Texas ‘fetal heartbeat’ abortion law reinstated by appeals court ruling
A federal appeals court reinstated Texas’ controversial “fetal heart beat” abortion ban on Friday night, days after a lower court suspended the Republican-backed law.
The 5th U.S. Circuit Court of Appeals issued a temporary stay, effectively pausing U.S. District Judge Robert Pitman’s decision to grant a temporary restraining order against the abortion ban earlier this week. Texas Attorney General Ken Paxton, a Republican, had appealed the lower court’s decision.
“Great news tonight, The Fifth Circuit has granted an administrative stay on #SB8. I will fight federal overreach at every turn,” Paxton wrote on Twitter after the decision.
The appeals court decision means the abortion law is reinstated pending further legal actions. In his earlier decision, Pitman referred to the law as an “offensive deprivation” of the constitutional right to an abortion.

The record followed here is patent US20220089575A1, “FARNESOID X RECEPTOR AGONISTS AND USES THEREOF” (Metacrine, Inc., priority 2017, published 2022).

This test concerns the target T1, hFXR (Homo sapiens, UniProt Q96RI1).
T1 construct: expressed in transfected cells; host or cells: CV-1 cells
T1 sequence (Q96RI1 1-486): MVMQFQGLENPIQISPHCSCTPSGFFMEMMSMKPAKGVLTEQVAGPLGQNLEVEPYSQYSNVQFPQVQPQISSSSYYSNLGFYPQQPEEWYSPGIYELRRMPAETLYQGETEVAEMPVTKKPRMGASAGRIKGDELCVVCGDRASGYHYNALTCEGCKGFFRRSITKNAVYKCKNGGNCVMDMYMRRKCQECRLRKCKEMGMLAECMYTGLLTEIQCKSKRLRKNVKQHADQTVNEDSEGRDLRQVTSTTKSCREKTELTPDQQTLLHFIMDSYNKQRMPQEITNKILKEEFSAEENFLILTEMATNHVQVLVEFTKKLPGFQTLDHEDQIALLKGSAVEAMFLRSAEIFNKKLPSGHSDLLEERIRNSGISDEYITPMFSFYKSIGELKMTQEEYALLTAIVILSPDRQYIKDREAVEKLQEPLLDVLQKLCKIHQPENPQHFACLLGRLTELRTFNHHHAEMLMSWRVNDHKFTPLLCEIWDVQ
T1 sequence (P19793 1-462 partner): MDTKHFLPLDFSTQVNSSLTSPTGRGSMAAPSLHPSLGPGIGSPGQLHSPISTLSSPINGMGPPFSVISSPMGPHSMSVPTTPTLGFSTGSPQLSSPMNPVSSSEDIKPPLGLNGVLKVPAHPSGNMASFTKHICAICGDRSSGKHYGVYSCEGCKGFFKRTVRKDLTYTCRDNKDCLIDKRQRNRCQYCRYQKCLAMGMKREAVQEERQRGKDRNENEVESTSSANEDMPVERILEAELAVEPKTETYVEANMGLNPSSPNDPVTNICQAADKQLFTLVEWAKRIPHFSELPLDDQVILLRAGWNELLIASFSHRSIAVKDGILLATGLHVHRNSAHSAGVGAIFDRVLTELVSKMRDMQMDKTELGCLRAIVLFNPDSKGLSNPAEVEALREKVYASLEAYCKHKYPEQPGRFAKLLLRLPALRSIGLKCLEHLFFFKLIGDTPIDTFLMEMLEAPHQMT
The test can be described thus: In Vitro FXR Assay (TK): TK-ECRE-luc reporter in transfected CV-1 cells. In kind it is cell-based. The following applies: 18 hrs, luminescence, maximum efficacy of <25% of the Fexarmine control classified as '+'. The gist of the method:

Paxton told Fox News earlier Friday that he expected the appeal to succeed. The Texas attorney general said one of the strongest arguments in its favor was that the law “was passed by the elected representatives of the state of Texas.”
The ban, also known as Senate Bill 8, was originally signed into law in May.
The law outlaws abortions once medical professionals can detect a fetal heartbeat, usually around six weeks into a pregnancy and before many women know they are pregnant. The law allows citizens to sue abortion providers or anyone suspected of helping a woman obtain an abortion.